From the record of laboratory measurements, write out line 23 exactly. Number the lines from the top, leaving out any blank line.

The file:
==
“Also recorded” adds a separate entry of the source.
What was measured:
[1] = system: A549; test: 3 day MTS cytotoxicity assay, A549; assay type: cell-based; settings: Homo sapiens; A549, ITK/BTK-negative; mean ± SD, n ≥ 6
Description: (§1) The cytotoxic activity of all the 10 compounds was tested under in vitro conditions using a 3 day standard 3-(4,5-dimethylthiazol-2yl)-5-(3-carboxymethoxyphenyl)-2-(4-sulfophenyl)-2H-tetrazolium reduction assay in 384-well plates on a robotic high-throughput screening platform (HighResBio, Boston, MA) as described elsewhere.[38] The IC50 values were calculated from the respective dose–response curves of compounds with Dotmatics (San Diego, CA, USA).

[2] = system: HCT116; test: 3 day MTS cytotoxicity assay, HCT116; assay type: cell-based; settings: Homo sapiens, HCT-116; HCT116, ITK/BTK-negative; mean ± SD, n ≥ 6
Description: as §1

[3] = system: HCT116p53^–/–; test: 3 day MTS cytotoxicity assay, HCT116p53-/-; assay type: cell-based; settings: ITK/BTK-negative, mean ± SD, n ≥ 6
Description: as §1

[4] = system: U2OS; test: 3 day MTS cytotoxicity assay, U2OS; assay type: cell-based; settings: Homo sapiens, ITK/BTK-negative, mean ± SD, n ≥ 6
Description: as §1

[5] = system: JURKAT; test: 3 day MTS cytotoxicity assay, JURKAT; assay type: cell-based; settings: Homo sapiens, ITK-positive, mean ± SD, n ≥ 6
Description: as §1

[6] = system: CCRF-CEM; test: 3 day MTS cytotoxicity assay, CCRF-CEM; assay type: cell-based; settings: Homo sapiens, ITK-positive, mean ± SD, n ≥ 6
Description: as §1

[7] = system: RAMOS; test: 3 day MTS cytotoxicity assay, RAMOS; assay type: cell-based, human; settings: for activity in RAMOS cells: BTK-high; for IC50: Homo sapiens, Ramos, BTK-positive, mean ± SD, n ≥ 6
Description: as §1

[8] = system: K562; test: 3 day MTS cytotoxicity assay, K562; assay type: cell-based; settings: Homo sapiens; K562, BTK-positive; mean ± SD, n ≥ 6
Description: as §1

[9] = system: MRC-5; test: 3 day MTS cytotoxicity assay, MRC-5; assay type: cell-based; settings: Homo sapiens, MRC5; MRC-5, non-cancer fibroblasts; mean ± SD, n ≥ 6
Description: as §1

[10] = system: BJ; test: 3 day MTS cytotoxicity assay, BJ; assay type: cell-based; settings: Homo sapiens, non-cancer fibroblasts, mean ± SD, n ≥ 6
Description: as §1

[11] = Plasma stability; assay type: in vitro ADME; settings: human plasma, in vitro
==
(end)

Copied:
[11] = Plasma stability; assay type: in vitro ADME; settings: human plasma, in vitro